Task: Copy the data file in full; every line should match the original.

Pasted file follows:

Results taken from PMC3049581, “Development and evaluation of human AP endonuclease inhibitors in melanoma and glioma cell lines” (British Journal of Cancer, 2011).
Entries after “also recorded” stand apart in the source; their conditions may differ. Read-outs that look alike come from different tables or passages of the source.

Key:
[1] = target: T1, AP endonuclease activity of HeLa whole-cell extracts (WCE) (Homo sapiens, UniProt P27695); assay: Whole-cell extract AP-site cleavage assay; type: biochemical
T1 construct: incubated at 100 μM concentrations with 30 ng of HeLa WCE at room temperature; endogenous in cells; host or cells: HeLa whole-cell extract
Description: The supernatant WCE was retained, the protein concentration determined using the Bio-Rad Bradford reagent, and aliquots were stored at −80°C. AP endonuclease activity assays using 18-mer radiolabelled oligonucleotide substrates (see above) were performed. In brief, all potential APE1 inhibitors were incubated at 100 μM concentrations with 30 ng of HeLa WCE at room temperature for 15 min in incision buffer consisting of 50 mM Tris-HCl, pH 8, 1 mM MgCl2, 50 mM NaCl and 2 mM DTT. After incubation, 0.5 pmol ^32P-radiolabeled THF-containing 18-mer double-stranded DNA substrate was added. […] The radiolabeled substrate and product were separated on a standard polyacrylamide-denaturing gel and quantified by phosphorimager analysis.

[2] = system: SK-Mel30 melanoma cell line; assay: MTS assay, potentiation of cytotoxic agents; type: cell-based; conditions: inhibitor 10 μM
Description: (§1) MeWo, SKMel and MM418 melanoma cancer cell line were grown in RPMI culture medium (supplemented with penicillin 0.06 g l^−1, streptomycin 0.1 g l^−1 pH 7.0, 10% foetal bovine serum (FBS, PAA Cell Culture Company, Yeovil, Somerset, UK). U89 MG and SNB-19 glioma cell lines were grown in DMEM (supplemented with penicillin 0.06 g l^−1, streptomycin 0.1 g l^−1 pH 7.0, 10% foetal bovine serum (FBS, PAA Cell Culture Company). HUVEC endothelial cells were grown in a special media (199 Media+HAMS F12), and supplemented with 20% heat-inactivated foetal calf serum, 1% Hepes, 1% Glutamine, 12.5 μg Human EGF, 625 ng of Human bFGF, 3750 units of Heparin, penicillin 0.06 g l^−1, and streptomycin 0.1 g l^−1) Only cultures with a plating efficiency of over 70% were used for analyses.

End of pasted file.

Results taken from PMC3049581, “Development and evaluation of human AP endonuclease inhibitors in melanoma and glioma cell lines” (British Journal of Cancer, 2011).
Entries after “also recorded” stand apart in the source; their conditions may differ. Read-outs that look alike come from different tables or passages of the source.

Key:
[1] = target: T1, AP endonuclease activity of HeLa whole-cell extracts (WCE) (Homo sapiens, UniProt P27695); assay: Whole-cell extract AP-site cleavage assay; type: biochemical
T1 construct: incubated at 100 μM concentrations with 30 ng of HeLa WCE at room temperature; endogenous in cells; host or cells: HeLa whole-cell extract
Description: The supernatant WCE was retained, the protein concentration determined using the Bio-Rad Bradford reagent, and aliquots were stored at −80°C. AP endonuclease activity assays using 18-mer radiolabelled oligonucleotide substrates (see above) were performed. In brief, all potential APE1 inhibitors were incubated at 100 μM concentrations with 30 ng of HeLa WCE at room temperature for 15 min in incision buffer consisting of 50 mM Tris-HCl, pH 8, 1 mM MgCl2, 50 mM NaCl and 2 mM DTT. After incubation, 0.5 pmol ^32P-radiolabeled THF-containing 18-mer double-stranded DNA substrate was added. […] The radiolabeled substrate and product were separated on a standard polyacrylamide-denaturing gel and quantified by phosphorimager analysis.

[2] = system: SK-Mel30 melanoma cell line; assay: MTS assay, potentiation of cytotoxic agents; type: cell-based; conditions: inhibitor 10 μM
Description: (§1) MeWo, SKMel and MM418 melanoma cancer cell line were grown in RPMI culture medium (supplemented with penicillin 0.06 g l^−1, streptomycin 0.1 g l^−1 pH 7.0, 10% foetal bovine serum (FBS, PAA Cell Culture Company, Yeovil, Somerset, UK). U89 MG and SNB-19 glioma cell lines were grown in DMEM (supplemented with penicillin 0.06 g l^−1, streptomycin 0.1 g l^−1 pH 7.0, 10% foetal bovine serum (FBS, PAA Cell Culture Company). HUVEC endothelial cells were grown in a special media (199 Media+HAMS F12), and supplemented with 20% heat-inactivated foetal calf serum, 1% Hepes, 1% Glutamine, 12.5 μg Human EGF, 625 ng of Human bFGF, 3750 units of Heparin, penicillin 0.06 g l^−1, and streptomycin 0.1 g l^−1) Only cultures with a plating efficiency of over 70% were used for analyses.